3. Smart software is many things. I perceive what can be accomplished with what I can download today and maybe some fiddling with the Renmin University of China, Beijing Key Laboratory of Big Data Management and Analysis Methods, and the University of Electronic Science and Technology of China method is a great big trampoline. Those jumping can do some amazing and hitherto unseen tricks.

Net net: Less talk and more action, please.

Stephen E Arnold, May 24, 2023

AI Builders and the Illusions they Promote

May 24, 2023

Vea4_thumb_thumb_thumb_thumb_thumb_t[1]Note: This essay is the work of a real and still-alive dinobaby. No smart software involved, just a dumb humanoid.

Why do AI firms insist on calling algorithmic mistakes “hallucinations” instead of errors, malfunctions, or glitches? The Guardian‘s Naomi Klein believes AI advocates chose this very human and mystical term to perpetuate a fundamental myth: AI will be humanity’s salvation. And that stance, she insists, demonstrates that “AI Machines Aren’t ‘Hallucinating.’ But their Makers Are.”

It is true that, in a society built around citizens’ well-being and the Earth’s preservation, AI could help end poverty, eliminate disease, reverse climate change, and facilitate more meaningful lives. But that is not the world we live in. Instead, our systems are set up to exploit both resources and people for the benefit of the rich and powerful. AI is poised to help them do that even more efficiently than before.

The article discusses four specific hallucinations possessing AI proponents. First, the assertion AI will solve the climate crisis when it is likely to do just the opposite. Then there’s the hope AI will help politicians and bureaucrats make wiser choices, which assumes those in power base their decisions on the greater good in the first place. Which leads to hallucination number three, that we can trust tech giants “not to break the world.” Those paying attention saw that was a false hope long ago. Finally is the belief AI will eliminate drudgery. Not all work, mind you, just the “boring” stuff. Some go so far as to paint a classic leftist ideal, one where humans work not to survive but to pursue our passions. That might pan out if we were living in a humanist, Star Trek-like society, Klein notes, but instead we are subjects of rapacious capitalism. Those who lose their jobs to algorithms have no societal net to catch them.

So why are the makers of AI promoting these illusions? Kelin proposes:

“Here is one hypothesis: they are the powerful and enticing cover stories for what may turn out to be the largest and most consequential theft in human history. Because what we are witnessing is the wealthiest companies in history (Microsoft, Apple, Google, Meta, Amazon …) unilaterally seizing the sum total of human knowledge that exists in digital, scrapable form and walling it off inside proprietary products, many of which will take direct aim at the humans whose lifetime of labor trained the machines without giving permission or consent. This should not be legal. In the case of copyrighted material that we now know trained the models (including this newspaper), various lawsuits have been filed that will argue this was clearly illegal. Why, for instance, should a for-profit company be permitted to feed the paintings, drawings and photographs of living artists into a program like Stable Diffusion or Dall-E 2 so it can then be used to generate doppelganger versions of those very artists’ work, with the benefits flowing to everyone but the artists themselves?”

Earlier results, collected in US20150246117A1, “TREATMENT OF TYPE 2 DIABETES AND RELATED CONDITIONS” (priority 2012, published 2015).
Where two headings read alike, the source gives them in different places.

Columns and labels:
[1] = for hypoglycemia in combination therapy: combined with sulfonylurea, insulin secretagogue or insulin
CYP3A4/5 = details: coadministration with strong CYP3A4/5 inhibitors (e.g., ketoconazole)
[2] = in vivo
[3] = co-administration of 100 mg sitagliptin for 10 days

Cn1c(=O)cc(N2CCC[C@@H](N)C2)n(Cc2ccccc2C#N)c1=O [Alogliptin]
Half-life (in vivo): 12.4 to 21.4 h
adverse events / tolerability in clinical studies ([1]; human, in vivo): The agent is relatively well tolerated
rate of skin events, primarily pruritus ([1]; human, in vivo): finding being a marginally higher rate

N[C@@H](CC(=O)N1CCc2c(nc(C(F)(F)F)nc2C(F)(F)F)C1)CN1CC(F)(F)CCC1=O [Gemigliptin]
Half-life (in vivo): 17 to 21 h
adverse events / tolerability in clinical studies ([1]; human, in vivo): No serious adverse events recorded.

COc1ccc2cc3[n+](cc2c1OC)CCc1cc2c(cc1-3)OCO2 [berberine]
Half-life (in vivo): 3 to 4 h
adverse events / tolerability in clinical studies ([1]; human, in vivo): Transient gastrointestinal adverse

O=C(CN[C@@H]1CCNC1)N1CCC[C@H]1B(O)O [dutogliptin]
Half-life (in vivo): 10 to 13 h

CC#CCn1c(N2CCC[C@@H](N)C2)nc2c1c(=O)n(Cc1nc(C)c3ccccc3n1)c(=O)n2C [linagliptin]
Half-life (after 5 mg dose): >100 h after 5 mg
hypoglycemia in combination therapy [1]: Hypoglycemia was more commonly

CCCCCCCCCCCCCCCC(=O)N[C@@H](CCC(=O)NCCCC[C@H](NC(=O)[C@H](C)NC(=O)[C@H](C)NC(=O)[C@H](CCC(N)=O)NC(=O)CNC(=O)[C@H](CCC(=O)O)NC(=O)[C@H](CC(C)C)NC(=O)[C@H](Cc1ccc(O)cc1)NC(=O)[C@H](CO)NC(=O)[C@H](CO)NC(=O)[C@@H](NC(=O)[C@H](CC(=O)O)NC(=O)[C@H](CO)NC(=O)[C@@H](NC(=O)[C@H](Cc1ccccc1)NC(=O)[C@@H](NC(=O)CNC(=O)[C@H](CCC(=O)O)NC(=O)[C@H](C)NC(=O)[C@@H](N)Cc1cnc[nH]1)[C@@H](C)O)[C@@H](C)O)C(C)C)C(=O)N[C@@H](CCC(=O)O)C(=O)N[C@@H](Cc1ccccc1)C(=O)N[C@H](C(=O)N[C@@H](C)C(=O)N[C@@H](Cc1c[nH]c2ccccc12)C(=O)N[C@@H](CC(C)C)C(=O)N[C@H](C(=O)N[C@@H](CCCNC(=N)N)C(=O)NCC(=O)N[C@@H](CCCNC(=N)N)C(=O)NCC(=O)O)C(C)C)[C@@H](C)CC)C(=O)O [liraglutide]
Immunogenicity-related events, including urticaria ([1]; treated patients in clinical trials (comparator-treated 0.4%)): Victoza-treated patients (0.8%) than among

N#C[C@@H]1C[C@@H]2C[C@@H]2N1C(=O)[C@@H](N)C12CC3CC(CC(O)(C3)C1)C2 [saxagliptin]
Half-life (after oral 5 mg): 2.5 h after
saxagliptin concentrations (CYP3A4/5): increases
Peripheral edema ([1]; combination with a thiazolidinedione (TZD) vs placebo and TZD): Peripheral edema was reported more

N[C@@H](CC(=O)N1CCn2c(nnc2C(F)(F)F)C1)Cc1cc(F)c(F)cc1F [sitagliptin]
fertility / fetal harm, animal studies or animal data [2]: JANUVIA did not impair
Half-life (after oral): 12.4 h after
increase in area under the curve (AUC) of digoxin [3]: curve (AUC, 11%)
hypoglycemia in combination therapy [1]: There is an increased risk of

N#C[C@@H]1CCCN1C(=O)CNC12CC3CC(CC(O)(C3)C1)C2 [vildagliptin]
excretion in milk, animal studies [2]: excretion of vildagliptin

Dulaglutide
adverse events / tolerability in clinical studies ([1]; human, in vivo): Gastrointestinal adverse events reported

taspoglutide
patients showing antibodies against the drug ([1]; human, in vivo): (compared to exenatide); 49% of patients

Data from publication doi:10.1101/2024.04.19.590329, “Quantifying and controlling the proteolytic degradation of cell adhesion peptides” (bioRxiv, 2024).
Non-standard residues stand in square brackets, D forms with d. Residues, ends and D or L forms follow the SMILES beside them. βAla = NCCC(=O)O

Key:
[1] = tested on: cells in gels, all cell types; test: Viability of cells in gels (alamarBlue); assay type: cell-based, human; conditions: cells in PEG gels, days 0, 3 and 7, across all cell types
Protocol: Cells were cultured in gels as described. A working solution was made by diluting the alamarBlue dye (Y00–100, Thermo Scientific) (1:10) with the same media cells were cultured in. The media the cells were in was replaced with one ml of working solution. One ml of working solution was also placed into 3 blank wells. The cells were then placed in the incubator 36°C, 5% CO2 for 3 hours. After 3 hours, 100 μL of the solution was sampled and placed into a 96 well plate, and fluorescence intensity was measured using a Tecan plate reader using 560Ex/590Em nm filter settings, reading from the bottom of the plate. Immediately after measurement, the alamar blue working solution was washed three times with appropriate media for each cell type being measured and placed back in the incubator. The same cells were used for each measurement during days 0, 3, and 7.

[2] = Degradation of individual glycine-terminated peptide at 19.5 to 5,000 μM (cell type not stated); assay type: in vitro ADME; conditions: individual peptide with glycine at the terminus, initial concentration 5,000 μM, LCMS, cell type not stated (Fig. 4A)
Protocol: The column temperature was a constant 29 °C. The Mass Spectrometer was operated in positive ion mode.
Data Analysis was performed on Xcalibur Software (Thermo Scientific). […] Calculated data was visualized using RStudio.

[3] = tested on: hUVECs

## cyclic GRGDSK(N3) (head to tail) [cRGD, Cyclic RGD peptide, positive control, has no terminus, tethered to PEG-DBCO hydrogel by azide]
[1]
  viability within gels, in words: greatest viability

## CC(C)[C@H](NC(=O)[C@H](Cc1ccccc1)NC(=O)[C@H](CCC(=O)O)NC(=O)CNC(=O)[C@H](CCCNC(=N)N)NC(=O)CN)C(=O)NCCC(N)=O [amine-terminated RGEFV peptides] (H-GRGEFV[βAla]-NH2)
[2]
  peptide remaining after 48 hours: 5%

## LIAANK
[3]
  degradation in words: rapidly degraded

The answer, of course, is that this should not be permitted. But since innovation moves much faster than legislatures and courts, tech companies have been operating on a turbo-charged premise of seeking forgiveness instead of permission for years. (They call it “disruption,” Klein notes.) Operations like Google’s book-scanning project, Uber’s undermining the taxi industry, and Facebook’s mishandling of user data, just to name a few, got so far so fast regulators simply gave in. Now the same thing appears to be happening with generative AI and the data it feeds upon. But there is hope. A group of top experts on AI ethics specify measures regulators can take. Will they?

Cynthia Murrell, May 24, 2023

More Google PR: For an Outfit with an Interesting Past, Chattiness Is Now a Core Competency

May 23, 2023

Vea4_thumb_thumb_thumb_thumb_thumb_t[1]Note: This essay is the work of a real and still-alive dinobaby. No smart software involved, just a dumb humanoid.